It’s reasonable to bet it’s the latter, especially since Pinellas is the home county of the Tampa Bay Times, which has done everything it can to encourage the rush to tear apart families. 

Don’t pass the buck to the courts 

Typically, when confronted with high rates of removal, agencies will pass the buck to the courts.  We don’t take children, they say, the courts have to approve everything we do.  Somehow, they always manage to say this with a straight face. 

In fact, in Florida, as in every state, the child protective services agency, in this case, the sheriff’s office, has the power to remove children on the spot, entirely on their own authority.  The family has to then fight to get them back.  And it’s hardly a fair fight.  Since the families are almost always are poor, they almost always have to rely on an overwhelmed public defender who may have met them for the first time in a hallway five minutes before the hearing.  

Presiding is a judge who knows that if he sends the child home and something goes wrong his career is over (especially in Pinellas County where he’d have to face the wrath of the Tampa Bay Times with its fanatical devotion to tearing apart families).  Leave the children to the tender mercies of Eckerd Connects and the children may suffer terribly, but the judge is safe. 

Over in Louisiana, a judge was commendably honest about this.  In a decision ordering the return home of a child he never should have ordered taken away, the judge wrote: 

“The [Children’s] Code has created a system in which a judge must make a decision about probable cause based on factual and medical evidence without the benefit of a hearing, review of evidence, or any of the fact-finding tools which are obligatory in every other proceeding under the Anglo-American legal system ... This is a system which borders on a sham.”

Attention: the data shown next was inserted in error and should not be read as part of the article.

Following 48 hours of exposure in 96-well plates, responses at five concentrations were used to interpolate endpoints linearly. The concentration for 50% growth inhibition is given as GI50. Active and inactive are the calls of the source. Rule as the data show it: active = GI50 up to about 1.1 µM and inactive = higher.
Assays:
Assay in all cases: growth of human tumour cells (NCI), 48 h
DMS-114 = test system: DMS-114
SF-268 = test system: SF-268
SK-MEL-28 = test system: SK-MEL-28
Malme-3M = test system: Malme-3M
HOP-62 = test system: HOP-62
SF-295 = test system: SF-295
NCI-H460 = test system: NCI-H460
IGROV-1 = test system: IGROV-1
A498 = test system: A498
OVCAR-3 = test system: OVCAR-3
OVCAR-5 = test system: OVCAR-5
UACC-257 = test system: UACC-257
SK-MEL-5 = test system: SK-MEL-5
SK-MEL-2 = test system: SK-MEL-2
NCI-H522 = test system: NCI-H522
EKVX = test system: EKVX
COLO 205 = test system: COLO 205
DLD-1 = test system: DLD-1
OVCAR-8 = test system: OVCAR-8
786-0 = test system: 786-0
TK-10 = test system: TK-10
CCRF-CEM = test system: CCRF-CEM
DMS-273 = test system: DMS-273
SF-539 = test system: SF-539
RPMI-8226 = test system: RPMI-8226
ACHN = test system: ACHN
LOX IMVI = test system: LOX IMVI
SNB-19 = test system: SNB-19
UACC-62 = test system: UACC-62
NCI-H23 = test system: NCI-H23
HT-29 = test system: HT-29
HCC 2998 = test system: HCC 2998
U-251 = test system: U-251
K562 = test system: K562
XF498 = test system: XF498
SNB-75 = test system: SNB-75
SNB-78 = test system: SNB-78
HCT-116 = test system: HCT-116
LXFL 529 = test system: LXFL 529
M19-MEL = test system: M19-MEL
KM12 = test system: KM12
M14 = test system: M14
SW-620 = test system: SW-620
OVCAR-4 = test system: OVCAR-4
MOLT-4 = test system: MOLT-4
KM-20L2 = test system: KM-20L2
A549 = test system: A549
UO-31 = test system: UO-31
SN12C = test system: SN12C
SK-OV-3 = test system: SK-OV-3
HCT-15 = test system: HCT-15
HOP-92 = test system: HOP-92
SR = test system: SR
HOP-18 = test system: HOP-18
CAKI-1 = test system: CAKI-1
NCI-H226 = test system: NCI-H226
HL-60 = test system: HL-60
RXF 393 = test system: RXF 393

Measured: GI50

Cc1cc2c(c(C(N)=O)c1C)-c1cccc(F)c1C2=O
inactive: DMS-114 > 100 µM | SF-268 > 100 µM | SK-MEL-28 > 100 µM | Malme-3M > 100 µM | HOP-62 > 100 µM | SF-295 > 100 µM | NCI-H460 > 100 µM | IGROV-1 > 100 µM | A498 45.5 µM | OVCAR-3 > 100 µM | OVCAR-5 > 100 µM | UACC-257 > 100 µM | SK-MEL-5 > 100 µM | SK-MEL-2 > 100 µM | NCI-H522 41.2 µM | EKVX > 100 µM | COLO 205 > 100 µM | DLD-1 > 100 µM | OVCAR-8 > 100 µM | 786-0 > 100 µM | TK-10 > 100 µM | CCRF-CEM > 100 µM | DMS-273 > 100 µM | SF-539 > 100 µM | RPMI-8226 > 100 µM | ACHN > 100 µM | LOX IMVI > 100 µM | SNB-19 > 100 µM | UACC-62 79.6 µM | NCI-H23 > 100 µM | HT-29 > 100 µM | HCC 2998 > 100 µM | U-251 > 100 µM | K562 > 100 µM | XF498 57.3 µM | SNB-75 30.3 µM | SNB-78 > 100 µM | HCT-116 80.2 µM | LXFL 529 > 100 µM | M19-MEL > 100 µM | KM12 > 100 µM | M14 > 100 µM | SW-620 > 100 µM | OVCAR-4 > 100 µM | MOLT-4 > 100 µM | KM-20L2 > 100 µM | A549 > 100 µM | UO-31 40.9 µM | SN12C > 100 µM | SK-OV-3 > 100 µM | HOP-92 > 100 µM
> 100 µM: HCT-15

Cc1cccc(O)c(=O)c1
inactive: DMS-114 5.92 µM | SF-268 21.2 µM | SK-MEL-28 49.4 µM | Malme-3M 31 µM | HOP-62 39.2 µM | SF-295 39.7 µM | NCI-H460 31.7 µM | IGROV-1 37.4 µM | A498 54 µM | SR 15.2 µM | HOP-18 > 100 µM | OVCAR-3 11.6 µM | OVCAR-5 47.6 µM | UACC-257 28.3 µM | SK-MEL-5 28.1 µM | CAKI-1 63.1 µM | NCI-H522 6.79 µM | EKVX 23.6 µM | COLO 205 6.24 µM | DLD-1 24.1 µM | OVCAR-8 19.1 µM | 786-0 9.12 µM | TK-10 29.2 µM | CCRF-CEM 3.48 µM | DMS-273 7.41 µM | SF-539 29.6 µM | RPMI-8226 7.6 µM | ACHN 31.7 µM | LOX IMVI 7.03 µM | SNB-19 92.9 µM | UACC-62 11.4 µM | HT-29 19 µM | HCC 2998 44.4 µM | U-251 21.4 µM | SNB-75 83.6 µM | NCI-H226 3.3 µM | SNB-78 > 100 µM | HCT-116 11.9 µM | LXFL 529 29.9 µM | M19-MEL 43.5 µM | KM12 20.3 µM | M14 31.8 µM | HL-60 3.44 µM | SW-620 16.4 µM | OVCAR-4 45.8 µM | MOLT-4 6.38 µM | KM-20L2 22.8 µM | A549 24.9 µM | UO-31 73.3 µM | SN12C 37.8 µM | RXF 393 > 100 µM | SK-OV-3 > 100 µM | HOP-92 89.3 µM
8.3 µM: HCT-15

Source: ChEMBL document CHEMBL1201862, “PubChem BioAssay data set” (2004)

And, of course, arguing that judges said it was OK still doesn’t explain why Pinellas deputies believe they need to bring these cases in the first place at a vastly higher rate than their fellow deputies in neighboring counties. 

None of this should let Eckerd off the hook 

The fact that Sheriff Gualtieri and his counterparts in Pasco and Hillsborough Counties kept dumping kids on Eckerd’s doorstep doesn’t mean Eckerd had to tolerate it.  Had they spoken out loudly and clearly about wrongful removal right from the beginning, they could have curbed it.  As the “lead agency” for the region, Eckerd had the most influence in the system. Eckerd could have educated deputies about the harm of needless removal and pressed Gualtieri and his counterparts not to take so many children needlessly. They also could have pressed the courts to return children they thought the sheriff’s deputies had removed needlessly. 

Instead, from all appearances, they welcomed all those removals for years.  

We predicted Eckerd would fail as soon as they brought in as its director of community-based care Chris Card, who has his own demonstrated devotion to the take-the-child-and-run approach to child welfare.  And sure enough, he immediately lived down to his reputation.  

What the Sheriff got right 

On two points, Sheriff Gualtieri is right.  It would be wrong to target low-level Eckerd employees and make them scapegoats; to his credit he has pledged not to do this.  And there should be an investigation of Eckerd.  

But, good intentions notwithstanding, Sheriff Gualtieri shouldn’t be the one doing it.